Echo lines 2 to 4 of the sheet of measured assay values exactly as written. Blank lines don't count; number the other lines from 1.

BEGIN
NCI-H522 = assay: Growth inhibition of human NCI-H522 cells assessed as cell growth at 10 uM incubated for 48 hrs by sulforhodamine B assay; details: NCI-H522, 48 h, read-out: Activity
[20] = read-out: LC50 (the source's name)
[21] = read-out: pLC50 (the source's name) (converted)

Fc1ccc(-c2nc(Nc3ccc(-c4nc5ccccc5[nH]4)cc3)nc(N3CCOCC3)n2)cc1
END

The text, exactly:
[20] = read-out: LC50 (the source's name)
[21] = read-out: pLC50 (the source's name) (converted)

Fc1ccc(-c2nc(Nc3ccc(-c4nc5ccccc5[nH]4)cc3)nc(N3CCOCC3)n2)cc1